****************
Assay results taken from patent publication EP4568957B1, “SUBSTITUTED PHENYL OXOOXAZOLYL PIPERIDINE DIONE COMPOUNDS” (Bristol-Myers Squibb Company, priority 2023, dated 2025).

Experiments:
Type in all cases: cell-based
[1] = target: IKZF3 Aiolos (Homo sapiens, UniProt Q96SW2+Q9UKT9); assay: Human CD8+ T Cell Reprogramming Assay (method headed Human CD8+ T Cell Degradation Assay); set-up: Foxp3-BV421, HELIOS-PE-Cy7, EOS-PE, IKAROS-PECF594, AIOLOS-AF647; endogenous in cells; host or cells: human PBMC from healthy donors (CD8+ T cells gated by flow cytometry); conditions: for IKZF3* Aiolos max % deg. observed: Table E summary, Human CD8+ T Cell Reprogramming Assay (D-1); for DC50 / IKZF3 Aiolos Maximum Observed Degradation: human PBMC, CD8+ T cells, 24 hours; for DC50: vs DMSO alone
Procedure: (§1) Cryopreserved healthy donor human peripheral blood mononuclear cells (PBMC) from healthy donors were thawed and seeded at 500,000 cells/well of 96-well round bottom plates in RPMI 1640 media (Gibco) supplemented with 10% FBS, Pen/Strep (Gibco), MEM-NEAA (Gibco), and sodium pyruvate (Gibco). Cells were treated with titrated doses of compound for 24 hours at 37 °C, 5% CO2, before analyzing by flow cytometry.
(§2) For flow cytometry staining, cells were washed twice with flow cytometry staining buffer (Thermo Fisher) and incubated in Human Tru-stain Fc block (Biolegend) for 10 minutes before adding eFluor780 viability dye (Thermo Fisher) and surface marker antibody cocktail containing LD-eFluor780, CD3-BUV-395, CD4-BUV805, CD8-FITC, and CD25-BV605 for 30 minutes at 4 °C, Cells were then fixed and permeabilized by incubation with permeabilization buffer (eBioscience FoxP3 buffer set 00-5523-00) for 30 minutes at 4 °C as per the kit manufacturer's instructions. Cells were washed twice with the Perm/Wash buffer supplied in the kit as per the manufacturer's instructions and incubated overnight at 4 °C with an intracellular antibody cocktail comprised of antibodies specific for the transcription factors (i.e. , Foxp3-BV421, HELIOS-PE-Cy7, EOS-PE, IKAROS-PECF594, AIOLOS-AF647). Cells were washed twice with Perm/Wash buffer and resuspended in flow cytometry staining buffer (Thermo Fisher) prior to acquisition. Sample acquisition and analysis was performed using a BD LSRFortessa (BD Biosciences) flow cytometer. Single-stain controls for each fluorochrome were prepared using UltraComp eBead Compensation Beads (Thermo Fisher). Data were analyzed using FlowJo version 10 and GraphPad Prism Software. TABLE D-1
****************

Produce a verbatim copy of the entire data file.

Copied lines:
Assay results taken from patent publication EP4568957B1, “SUBSTITUTED PHENYL OXOOXAZOLYL PIPERIDINE DIONE COMPOUNDS” (Bristol-Myers Squibb Company, priority 2023, dated 2025).

Experiments:
Type in all cases: cell-based
[1] = target: IKZF3 Aiolos (Homo sapiens, UniProt Q96SW2+Q9UKT9); assay: Human CD8+ T Cell Reprogramming Assay (method headed Human CD8+ T Cell Degradation Assay); set-up: Foxp3-BV421, HELIOS-PE-Cy7, EOS-PE, IKAROS-PECF594, AIOLOS-AF647; endogenous in cells; host or cells: human PBMC from healthy donors (CD8+ T cells gated by flow cytometry); conditions: for IKZF3* Aiolos max % deg. observed: Table E summary, Human CD8+ T Cell Reprogramming Assay (D-1); for DC50 / IKZF3 Aiolos Maximum Observed Degradation: human PBMC, CD8+ T cells, 24 hours; for DC50: vs DMSO alone
Procedure: (§1) Cryopreserved healthy donor human peripheral blood mononuclear cells (PBMC) from healthy donors were thawed and seeded at 500,000 cells/well of 96-well round bottom plates in RPMI 1640 media (Gibco) supplemented with 10% FBS, Pen/Strep (Gibco), MEM-NEAA (Gibco), and sodium pyruvate (Gibco). Cells were treated with titrated doses of compound for 24 hours at 37 °C, 5% CO2, before analyzing by flow cytometry.
(§2) For flow cytometry staining, cells were washed twice with flow cytometry staining buffer (Thermo Fisher) and incubated in Human Tru-stain Fc block (Biolegend) for 10 minutes before adding eFluor780 viability dye (Thermo Fisher) and surface marker antibody cocktail containing LD-eFluor780, CD3-BUV-395, CD4-BUV805, CD8-FITC, and CD25-BV605 for 30 minutes at 4 °C, Cells were then fixed and permeabilized by incubation with permeabilization buffer (eBioscience FoxP3 buffer set 00-5523-00) for 30 minutes at 4 °C as per the kit manufacturer's instructions. Cells were washed twice with the Perm/Wash buffer supplied in the kit as per the manufacturer's instructions and incubated overnight at 4 °C with an intracellular antibody cocktail comprised of antibodies specific for the transcription factors (i.e. , Foxp3-BV421, HELIOS-PE-Cy7, EOS-PE, IKAROS-PECF594, AIOLOS-AF647). Cells were washed twice with Perm/Wash buffer and resuspended in flow cytometry staining buffer (Thermo Fisher) prior to acquisition. Sample acquisition and analysis was performed using a BD LSRFortessa (BD Biosciences) flow cytometer. Single-stain controls for each fluorochrome were prepared using UltraComp eBead Compensation Beads (Thermo Fisher). Data were analyzed using FlowJo version 10 and GraphPad Prism Software. TABLE D-1